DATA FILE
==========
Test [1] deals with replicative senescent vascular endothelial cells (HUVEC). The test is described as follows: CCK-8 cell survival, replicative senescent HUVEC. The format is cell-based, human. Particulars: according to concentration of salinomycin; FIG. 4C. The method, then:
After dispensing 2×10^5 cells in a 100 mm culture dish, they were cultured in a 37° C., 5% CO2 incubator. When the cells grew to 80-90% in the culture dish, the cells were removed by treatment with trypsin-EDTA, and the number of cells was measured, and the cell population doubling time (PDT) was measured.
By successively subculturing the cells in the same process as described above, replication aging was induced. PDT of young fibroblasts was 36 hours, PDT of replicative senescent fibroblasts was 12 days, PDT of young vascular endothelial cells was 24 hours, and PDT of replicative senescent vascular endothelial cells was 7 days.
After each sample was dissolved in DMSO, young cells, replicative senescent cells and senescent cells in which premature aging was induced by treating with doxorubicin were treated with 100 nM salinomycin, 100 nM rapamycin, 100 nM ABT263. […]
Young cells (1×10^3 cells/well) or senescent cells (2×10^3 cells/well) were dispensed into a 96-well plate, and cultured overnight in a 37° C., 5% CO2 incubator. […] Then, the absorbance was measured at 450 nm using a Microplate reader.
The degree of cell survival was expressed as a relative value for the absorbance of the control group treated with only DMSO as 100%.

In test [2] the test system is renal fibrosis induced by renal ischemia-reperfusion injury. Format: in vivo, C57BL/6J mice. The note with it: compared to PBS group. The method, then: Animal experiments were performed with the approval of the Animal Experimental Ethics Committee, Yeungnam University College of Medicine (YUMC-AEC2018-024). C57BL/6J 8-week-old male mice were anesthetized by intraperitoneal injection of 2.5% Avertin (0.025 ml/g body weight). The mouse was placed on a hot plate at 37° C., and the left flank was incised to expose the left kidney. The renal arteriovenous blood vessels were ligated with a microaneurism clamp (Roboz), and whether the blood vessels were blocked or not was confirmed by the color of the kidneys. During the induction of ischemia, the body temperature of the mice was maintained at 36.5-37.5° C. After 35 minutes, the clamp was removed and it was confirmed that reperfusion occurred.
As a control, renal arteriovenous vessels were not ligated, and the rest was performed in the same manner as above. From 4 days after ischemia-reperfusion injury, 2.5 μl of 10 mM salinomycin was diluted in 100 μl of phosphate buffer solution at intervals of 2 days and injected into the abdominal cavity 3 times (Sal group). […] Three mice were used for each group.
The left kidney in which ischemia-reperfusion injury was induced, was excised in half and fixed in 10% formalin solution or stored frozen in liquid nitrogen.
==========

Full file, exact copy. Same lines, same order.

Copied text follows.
Test [1] deals with replicative senescent vascular endothelial cells (HUVEC). The test is described as follows: CCK-8 cell survival, replicative senescent HUVEC. The format is cell-based, human. Particulars: according to concentration of salinomycin; FIG. 4C. The method, then:
After dispensing 2×10^5 cells in a 100 mm culture dish, they were cultured in a 37° C., 5% CO2 incubator. When the cells grew to 80-90% in the culture dish, the cells were removed by treatment with trypsin-EDTA, and the number of cells was measured, and the cell population doubling time (PDT) was measured.
By successively subculturing the cells in the same process as described above, replication aging was induced. PDT of young fibroblasts was 36 hours, PDT of replicative senescent fibroblasts was 12 days, PDT of young vascular endothelial cells was 24 hours, and PDT of replicative senescent vascular endothelial cells was 7 days.
After each sample was dissolved in DMSO, young cells, replicative senescent cells and senescent cells in which premature aging was induced by treating with doxorubicin were treated with 100 nM salinomycin, 100 nM rapamycin, 100 nM ABT263. […]
Young cells (1×10^3 cells/well) or senescent cells (2×10^3 cells/well) were dispensed into a 96-well plate, and cultured overnight in a 37° C., 5% CO2 incubator. […] Then, the absorbance was measured at 450 nm using a Microplate reader.
The degree of cell survival was expressed as a relative value for the absorbance of the control group treated with only DMSO as 100%.

In test [2] the test system is renal fibrosis induced by renal ischemia-reperfusion injury. Format: in vivo, C57BL/6J mice. The note with it: compared to PBS group. The method, then: Animal experiments were performed with the approval of the Animal Experimental Ethics Committee, Yeungnam University College of Medicine (YUMC-AEC2018-024). C57BL/6J 8-week-old male mice were anesthetized by intraperitoneal injection of 2.5% Avertin (0.025 ml/g body weight). The mouse was placed on a hot plate at 37° C., and the left flank was incised to expose the left kidney. The renal arteriovenous blood vessels were ligated with a microaneurism clamp (Roboz), and whether the blood vessels were blocked or not was confirmed by the color of the kidneys. During the induction of ischemia, the body temperature of the mice was maintained at 36.5-37.5° C. After 35 minutes, the clamp was removed and it was confirmed that reperfusion occurred.
As a control, renal arteriovenous vessels were not ligated, and the rest was performed in the same manner as above. From 4 days after ischemia-reperfusion injury, 2.5 μl of 10 mM salinomycin was diluted in 100 μl of phosphate buffer solution at intervals of 2 days and injected into the abdominal cavity 3 times (Sal group). […] Three mice were used for each group.
The left kidney in which ischemia-reperfusion injury was induced, was excised in half and fixed in 10% formalin solution or stored frozen in liquid nitrogen.